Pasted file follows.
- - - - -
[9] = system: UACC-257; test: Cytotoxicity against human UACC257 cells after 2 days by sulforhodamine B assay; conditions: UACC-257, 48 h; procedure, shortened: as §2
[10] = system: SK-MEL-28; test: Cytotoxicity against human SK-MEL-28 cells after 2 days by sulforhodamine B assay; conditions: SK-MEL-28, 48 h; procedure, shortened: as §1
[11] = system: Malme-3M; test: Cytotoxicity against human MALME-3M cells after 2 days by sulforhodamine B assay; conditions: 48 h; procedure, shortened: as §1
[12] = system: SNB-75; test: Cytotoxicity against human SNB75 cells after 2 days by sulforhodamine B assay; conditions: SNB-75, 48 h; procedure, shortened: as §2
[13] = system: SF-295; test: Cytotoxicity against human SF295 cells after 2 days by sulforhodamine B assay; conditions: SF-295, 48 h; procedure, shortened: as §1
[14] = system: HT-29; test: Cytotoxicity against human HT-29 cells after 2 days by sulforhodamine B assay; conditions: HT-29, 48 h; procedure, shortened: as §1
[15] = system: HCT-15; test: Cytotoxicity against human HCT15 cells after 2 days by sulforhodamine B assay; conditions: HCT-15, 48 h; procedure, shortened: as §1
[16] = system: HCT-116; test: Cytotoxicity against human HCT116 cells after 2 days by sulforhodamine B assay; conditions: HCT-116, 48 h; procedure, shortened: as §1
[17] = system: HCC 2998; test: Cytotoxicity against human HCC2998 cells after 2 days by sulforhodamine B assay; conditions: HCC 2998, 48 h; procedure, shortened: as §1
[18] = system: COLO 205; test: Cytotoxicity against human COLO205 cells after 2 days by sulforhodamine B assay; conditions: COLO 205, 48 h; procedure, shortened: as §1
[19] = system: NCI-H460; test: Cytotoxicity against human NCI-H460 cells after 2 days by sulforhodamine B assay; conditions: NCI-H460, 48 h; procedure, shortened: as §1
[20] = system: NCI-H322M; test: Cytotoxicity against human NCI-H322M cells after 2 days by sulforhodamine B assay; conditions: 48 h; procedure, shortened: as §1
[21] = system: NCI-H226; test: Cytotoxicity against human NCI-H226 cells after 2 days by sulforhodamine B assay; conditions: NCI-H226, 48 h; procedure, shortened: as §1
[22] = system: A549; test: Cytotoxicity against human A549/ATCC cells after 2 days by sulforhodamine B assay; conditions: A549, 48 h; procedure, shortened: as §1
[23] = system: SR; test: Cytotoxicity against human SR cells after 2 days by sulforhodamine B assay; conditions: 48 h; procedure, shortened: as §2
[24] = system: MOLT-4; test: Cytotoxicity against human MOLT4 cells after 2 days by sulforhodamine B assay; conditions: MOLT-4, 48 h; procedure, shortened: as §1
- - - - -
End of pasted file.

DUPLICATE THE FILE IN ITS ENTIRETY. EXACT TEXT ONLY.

[9] = system: UACC-257; test: Cytotoxicity against human UACC257 cells after 2 days by sulforhodamine B assay; conditions: UACC-257, 48 h; procedure, shortened: as §2
[10] = system: SK-MEL-28; test: Cytotoxicity against human SK-MEL-28 cells after 2 days by sulforhodamine B assay; conditions: SK-MEL-28, 48 h; procedure, shortened: as §1
[11] = system: Malme-3M; test: Cytotoxicity against human MALME-3M cells after 2 days by sulforhodamine B assay; conditions: 48 h; procedure, shortened: as §1
[12] = system: SNB-75; test: Cytotoxicity against human SNB75 cells after 2 days by sulforhodamine B assay; conditions: SNB-75, 48 h; procedure, shortened: as §2
[13] = system: SF-295; test: Cytotoxicity against human SF295 cells after 2 days by sulforhodamine B assay; conditions: SF-295, 48 h; procedure, shortened: as §1
[14] = system: HT-29; test: Cytotoxicity against human HT-29 cells after 2 days by sulforhodamine B assay; conditions: HT-29, 48 h; procedure, shortened: as §1
[15] = system: HCT-15; test: Cytotoxicity against human HCT15 cells after 2 days by sulforhodamine B assay; conditions: HCT-15, 48 h; procedure, shortened: as §1
[16] = system: HCT-116; test: Cytotoxicity against human HCT116 cells after 2 days by sulforhodamine B assay; conditions: HCT-116, 48 h; procedure, shortened: as §1
[17] = system: HCC 2998; test: Cytotoxicity against human HCC2998 cells after 2 days by sulforhodamine B assay; conditions: HCC 2998, 48 h; procedure, shortened: as §1
[18] = system: COLO 205; test: Cytotoxicity against human COLO205 cells after 2 days by sulforhodamine B assay; conditions: COLO 205, 48 h; procedure, shortened: as §1
[19] = system: NCI-H460; test: Cytotoxicity against human NCI-H460 cells after 2 days by sulforhodamine B assay; conditions: NCI-H460, 48 h; procedure, shortened: as §1
[20] = system: NCI-H322M; test: Cytotoxicity against human NCI-H322M cells after 2 days by sulforhodamine B assay; conditions: 48 h; procedure, shortened: as §1
[21] = system: NCI-H226; test: Cytotoxicity against human NCI-H226 cells after 2 days by sulforhodamine B assay; conditions: NCI-H226, 48 h; procedure, shortened: as §1
[22] = system: A549; test: Cytotoxicity against human A549/ATCC cells after 2 days by sulforhodamine B assay; conditions: A549, 48 h; procedure, shortened: as §1
[23] = system: SR; test: Cytotoxicity against human SR cells after 2 days by sulforhodamine B assay; conditions: 48 h; procedure, shortened: as §2
[24] = system: MOLT-4; test: Cytotoxicity against human MOLT4 cells after 2 days by sulforhodamine B assay; conditions: MOLT-4, 48 h; procedure, shortened: as §1